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Kan. lawmakers pass bills allowing students to transfer to any district in state

Leaked text messages between Wichita police offices, Sedgwick County deputies include racist and homophobic comments.
Published: Mar. 23, 2022 at 5:57 PM CDT
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WICHITA, Kan. (KWCH) - Most Kansas school districts accept student transfers on a case-by-case basis, but that could change in a couple of years. The Kansas House and Senate both passed bills that would require districts to implement a policy within the next two years to allow out-of-district students to enroll if they could do so.

Superintendent of Andover Public Schools Brett White says this legislation puts many districts in a difficult position and allows the state to overpower local school boards.’

“We heard a lot about local control during the pandemic. We often heard legislators talk about local control, and boards of education are the best ones to make decisions for the stakeholders in their district,” White said.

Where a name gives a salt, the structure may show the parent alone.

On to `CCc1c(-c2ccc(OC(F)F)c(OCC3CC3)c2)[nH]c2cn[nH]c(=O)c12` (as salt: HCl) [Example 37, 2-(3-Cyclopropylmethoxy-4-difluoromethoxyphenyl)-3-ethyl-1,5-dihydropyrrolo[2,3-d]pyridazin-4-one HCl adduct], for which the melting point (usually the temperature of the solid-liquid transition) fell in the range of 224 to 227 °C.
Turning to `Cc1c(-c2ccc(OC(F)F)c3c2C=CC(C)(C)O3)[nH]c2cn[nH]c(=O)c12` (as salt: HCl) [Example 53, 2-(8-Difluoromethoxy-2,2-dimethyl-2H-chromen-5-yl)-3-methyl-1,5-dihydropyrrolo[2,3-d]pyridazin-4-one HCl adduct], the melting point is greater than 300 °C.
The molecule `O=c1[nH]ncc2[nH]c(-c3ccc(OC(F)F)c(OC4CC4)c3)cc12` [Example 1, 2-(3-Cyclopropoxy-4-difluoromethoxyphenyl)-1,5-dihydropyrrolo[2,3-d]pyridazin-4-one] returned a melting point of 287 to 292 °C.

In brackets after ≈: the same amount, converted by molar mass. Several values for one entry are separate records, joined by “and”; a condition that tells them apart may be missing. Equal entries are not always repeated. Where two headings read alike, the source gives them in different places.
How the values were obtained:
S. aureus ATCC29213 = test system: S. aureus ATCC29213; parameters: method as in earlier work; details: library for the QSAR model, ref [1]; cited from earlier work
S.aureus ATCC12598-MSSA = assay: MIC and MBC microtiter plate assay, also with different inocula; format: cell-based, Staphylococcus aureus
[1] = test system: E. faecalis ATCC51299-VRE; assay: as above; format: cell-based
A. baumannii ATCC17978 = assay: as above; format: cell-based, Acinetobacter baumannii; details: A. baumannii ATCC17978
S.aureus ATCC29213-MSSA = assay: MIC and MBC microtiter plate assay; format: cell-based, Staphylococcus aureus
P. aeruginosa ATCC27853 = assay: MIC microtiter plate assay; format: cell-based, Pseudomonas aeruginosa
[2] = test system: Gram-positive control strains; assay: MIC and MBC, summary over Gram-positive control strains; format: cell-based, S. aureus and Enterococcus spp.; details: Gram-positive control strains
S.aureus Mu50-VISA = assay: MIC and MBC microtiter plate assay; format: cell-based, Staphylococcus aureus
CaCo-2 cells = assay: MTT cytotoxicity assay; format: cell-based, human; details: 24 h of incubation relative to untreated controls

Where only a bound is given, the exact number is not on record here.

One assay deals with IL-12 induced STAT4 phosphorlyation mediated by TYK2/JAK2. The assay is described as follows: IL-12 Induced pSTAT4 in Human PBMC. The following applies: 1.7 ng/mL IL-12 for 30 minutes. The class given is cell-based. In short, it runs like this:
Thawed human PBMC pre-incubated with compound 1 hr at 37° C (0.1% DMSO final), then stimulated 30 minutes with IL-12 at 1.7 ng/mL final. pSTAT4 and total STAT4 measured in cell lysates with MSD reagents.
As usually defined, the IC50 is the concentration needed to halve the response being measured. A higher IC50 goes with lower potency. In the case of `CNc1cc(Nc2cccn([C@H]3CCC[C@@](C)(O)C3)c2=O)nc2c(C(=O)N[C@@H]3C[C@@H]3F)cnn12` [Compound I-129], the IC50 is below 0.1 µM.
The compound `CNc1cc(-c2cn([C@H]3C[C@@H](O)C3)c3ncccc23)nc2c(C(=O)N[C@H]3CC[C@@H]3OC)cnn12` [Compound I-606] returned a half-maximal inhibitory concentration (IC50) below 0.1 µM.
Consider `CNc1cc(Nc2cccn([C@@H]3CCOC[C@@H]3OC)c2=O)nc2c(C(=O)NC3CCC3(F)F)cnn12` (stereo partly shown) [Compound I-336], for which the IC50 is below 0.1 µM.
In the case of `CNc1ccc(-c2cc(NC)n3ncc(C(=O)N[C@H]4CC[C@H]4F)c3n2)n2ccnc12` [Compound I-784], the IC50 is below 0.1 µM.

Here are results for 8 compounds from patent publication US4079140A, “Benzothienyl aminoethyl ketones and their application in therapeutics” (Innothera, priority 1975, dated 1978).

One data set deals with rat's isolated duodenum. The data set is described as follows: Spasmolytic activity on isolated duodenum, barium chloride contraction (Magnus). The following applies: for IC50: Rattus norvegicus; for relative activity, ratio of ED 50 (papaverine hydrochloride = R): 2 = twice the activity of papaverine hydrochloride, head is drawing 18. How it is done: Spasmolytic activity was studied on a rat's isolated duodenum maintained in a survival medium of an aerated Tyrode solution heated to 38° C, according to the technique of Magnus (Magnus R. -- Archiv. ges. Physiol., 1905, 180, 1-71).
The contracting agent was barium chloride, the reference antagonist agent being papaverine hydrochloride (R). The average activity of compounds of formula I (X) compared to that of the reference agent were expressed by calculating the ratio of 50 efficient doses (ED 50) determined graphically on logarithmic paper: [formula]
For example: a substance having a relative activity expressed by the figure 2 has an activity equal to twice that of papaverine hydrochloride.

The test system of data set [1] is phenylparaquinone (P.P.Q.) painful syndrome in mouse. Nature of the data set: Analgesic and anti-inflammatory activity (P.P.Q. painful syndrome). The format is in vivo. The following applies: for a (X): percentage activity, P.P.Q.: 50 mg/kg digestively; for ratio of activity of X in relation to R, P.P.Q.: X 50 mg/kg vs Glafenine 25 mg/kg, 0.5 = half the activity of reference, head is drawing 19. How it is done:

He said the change would pit neighboring districts against each other. Still, supporters say the bills’ goal is to provide equal opportunity for students, regardless of their family’s socioeconomic conditions.

“I guess diversity, equity, and inclusion are just things discussed and not implemented. This is about kids; this is about an opportunity for kids. This is about what’s best for kids, not the adults making those decisions,” said Sen. Renee Erickson, R-Wichita

For parents like Megan Kice, it’s not just an education issue. She says the bills create a tax issue since non-Andover residents’ tax dollars won’t go into the schools where their kids are sent.

“A $188 million bond issue passed that parents advocated for and got out in the community and educated our community about the needs for the district. Our local taxpayers are helping to fund a large chunk of our facilities and our schools, so that’s important,” Kice said.

Shs said she’s among many parents that have expressed their disapproval of the bill to their representatives’ and are disappointed in the decision.

“Their job is to represent their constituents. I don’t feel like they’ve done that in this case,” said Kice.

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